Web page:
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An in-depth look at our region's emerging economic, social, political and cultural identity.

Public Voices Cautious Support Of CMS's Proposed Guiding Principles

Robert Lahser
Charlotte Observer
A couple hundred people with a lot of questions attended the public hearing.

The CMS board has been greeted by an emotional public the last few months, as it’s gone through the early phases of the student assignment process.

At a public hearing Wednesday night, that emotion subsided a bit to make way for questions about the board’s draft of principles for a new assignment plan. Most of the 200 or so people who turned out approached the principles with a mix of support and skepticism. 

There was a theme to the comments. 

“I offer my support to the guidelines, with a few caveats,” began parent James Rachel.

You heard that refrain from both those wanting more diversity among student bodies and those pushing for neighborhood schools. 

Rachel was glad to see the draft of the guiding principles endorse schools close to home, but he still had a lot of questions, like: what’s considered close? And since there’s no mention of stability, “Does this mean every year we’re going to be faced with the same chaos as this time?” he asked. 

On the other hand, Justin Perry with the group OneMeck said the principles as drafted provide good guide rails for student assignment, but urged the board to remain true to its goals.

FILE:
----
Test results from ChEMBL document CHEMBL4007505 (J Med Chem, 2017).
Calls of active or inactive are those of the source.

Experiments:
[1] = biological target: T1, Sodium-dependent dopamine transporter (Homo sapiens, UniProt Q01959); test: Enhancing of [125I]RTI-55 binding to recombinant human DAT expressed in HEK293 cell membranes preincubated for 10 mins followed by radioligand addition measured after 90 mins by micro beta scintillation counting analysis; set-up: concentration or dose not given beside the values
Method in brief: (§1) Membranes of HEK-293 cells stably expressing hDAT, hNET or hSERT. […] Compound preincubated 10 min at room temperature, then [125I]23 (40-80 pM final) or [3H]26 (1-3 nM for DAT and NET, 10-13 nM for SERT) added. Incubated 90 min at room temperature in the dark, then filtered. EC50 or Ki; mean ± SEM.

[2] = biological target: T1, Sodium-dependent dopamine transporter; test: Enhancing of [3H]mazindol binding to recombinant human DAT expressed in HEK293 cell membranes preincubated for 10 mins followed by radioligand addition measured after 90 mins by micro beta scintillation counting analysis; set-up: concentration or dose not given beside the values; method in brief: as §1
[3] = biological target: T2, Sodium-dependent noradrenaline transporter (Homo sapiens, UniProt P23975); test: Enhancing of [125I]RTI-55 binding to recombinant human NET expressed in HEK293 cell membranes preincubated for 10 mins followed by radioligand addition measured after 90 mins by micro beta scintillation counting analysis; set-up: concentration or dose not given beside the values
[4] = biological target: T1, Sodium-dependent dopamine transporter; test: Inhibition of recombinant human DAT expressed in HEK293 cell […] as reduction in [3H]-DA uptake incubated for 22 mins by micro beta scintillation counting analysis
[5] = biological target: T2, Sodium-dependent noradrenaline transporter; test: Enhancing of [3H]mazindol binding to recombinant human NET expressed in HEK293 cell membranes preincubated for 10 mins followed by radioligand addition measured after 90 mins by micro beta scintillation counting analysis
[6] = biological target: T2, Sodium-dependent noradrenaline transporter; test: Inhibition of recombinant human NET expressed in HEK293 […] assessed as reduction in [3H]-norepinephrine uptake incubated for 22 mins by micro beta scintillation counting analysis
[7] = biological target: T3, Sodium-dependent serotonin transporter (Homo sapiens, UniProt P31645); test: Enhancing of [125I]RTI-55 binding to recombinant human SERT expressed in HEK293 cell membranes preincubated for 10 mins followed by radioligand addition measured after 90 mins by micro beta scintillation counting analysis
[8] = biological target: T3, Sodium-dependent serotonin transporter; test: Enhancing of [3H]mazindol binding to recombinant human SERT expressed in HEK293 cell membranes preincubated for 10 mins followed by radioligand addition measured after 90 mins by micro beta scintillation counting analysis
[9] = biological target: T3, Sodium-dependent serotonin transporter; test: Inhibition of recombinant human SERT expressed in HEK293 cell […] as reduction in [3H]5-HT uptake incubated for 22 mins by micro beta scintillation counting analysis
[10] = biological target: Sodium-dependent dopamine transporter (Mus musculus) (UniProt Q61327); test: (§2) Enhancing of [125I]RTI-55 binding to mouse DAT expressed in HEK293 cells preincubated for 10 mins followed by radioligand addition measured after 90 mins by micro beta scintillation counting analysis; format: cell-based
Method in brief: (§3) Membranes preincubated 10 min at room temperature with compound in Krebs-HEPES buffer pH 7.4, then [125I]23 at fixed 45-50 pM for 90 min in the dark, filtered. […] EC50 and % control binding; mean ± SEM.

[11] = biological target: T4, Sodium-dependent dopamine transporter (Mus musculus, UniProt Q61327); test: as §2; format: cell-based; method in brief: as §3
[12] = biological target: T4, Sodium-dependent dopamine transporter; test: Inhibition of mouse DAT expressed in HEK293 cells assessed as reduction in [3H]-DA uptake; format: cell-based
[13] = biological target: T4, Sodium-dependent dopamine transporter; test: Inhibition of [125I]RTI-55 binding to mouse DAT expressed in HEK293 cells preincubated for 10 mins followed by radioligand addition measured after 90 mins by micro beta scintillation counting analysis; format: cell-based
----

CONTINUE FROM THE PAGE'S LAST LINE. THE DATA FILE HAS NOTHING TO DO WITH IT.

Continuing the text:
“Fidelity means maintaining the courage of our conviction to decrease the number of schools with children living in high concentrations of poverty,” said Perry. 

The guiding principles provide the board a lot of leeway in making decisions. They emphasize both home schools and magnets. They say socioeconomic status should play a role in drawing attendance boundaries, especially for new schools, and also in magnet lotteries.

Many pushed the board to be more specific. Those like Rishi Gogate and Rachel Weiss want more assurance that proximity will be the main factor in determining home school boundaries.

“I would urge you to very explicitly say travel distance is number one and all other criteria are secondary,” said Gogate.

“I’d ask that we clearly define a range of proximity for each grade level, whether that be three miles or half a mile,” said Weiss.

Teacher Whitaker Brown pointed out right now many students aren’t assigned to the closest school.    

“We have to recognize that to truly maximize efficiency as written in goal B, it very well may mean that lines are redrawn and school zones become more diverse,” said Brown. 

The CMS board plans to vote on the guiding principles at its meeting next week Tuesday.